Despite the COVID-19 pandemic (or perhaps because of it), house prices in the UK rose considerably in 2020. In fact, the rise of 8.5% on the previous year was the highest since 2014, and by December 2020, the average house price in the UK stood at £252,000.
Behind these figures are some interesting trends, both in terms of the types of properties people have been buying and the locations.
Were there any regional variations?
For once, London property has not done as well as elsewhere. Though properties in the English capital are still the most expensive in the UK, the increase in prices compared to 2019 was around 3.5% – which was less than half the national average and well under the whopping 11.5% price rises seen in the north west of England.
Among the four nations, house prices in Wales saw the biggest growth at 10.7%. England and Scotland saw broadly similar price increases of 8.5% and 8.4% respectively, and Northern Ireland was a bit further behind with rises of 5.3%.
Hove property preferences shifted?
In general, there has been much greater demand for houses than for flats – especially larger detached properties. Homes with gardens and other outdoor spaces have also become more desirable.
Related to this, city centre locations have seen much more modest price rises than elsewhere (and in some premium districts of central London, prices have even fallen). Suburban and country locations have become much more desirable – especially those places with decent transport links.
Rural and coastal properties have also seen a boost in demand, with many people deciding that the time is ripe to invest in a second home or a holiday rental.
What might have caused the price rises?
There are a few different factors behind the boom, several of which are connected to the coronavirus pandemic. Extended periods of time spent locked down within their own four walls led many people to think long and hard about what they wanted from a home. Those without outdoor space will have found things particularly hard, especially during the much stricter first lockdown where access to public spaces was severely restricted.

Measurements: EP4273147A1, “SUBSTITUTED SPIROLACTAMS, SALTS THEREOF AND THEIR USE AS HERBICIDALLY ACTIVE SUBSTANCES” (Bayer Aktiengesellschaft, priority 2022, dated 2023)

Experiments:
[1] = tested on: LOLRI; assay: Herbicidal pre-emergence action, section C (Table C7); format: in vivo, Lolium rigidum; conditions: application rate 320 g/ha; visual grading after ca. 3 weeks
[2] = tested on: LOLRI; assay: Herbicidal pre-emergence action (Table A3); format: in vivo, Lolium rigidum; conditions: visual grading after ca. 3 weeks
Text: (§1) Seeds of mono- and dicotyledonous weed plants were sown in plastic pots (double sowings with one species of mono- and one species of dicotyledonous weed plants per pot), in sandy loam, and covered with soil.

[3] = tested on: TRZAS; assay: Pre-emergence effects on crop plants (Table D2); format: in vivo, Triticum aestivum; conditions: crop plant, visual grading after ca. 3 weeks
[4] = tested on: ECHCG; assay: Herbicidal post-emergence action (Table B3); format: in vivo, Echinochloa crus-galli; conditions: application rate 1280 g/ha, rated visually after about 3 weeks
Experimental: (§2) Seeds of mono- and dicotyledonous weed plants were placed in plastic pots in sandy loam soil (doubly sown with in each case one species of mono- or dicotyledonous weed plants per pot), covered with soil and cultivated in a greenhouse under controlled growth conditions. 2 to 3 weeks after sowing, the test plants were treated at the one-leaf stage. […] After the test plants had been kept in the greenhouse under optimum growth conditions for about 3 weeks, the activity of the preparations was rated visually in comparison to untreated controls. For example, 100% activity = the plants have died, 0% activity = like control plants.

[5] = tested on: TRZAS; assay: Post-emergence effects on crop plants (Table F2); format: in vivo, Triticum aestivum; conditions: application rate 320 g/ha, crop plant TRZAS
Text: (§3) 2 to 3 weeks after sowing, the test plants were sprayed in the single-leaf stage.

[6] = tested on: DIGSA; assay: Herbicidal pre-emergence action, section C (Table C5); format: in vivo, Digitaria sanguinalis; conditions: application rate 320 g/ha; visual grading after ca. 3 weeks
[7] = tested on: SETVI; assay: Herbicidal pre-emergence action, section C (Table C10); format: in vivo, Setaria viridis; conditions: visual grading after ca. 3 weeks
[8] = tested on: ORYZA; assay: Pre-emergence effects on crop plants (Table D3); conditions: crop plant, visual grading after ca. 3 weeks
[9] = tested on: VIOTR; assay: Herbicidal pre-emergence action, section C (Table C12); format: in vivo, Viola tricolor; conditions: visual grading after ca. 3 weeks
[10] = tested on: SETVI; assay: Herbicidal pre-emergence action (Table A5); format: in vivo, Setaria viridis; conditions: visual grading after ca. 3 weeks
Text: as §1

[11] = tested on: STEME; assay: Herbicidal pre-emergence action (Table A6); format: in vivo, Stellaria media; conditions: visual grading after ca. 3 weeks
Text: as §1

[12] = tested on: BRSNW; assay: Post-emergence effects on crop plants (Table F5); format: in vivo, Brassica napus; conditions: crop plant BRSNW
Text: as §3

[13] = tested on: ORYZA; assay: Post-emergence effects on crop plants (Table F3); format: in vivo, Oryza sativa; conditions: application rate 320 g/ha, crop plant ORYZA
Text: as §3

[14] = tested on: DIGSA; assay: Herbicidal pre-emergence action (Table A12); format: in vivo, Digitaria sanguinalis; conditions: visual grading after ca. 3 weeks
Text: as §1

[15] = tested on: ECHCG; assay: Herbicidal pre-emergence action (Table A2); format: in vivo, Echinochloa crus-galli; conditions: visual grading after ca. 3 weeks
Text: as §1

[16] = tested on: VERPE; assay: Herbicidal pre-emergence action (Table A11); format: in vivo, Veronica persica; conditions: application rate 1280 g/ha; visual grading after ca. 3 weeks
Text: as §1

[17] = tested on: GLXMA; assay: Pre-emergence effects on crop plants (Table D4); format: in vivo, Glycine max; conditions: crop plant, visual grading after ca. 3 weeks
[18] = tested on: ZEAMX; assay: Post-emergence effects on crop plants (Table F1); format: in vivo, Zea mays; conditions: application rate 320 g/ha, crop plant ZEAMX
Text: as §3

At the same time, huge numbers of people were suddenly on furlough or working from home, so the trade-off between getting more space but living further from an office that they weren’t going into anyway began to seem much more tempting.
Then, of course, there were financial factors. While many people have struggled financially during the pandemic, others have found themselves strangely better off. Foreign holidays, entertainment and going out have been off the menu for large stretches of the past year, while generous government grants have insulated many people from the economic hit – the combination of which has turned an estimated six million people into ‘accidental savers’. At the same time, terrible interest rates have made it almost pointless to keep spare cash sitting around in savings accounts but very cheap to borrow money for mortgages, and the chancellor’s temporary stamp duty holiday has been an added incentive to pull the trigger on house purchases.
What might the future hold?
Most experts are predicting a modest slowdown in house price growth. As the stamp duty holiday comes to an end, the rush to complete on property purchases should tail off, and as government support schemes begin to taper off and life starts to return to normal, it’s likely that many people will have less ready cash burning a hole in their pocket. Also, the housing market is self-regulating to some extent – it slows down when property prices simply get too high for people to afford, and December saw a distinct increase in rejected mortgage applications, suggesting perhaps that after a period of remarkable growth, house prices have finally started to outgrow people’s spending power.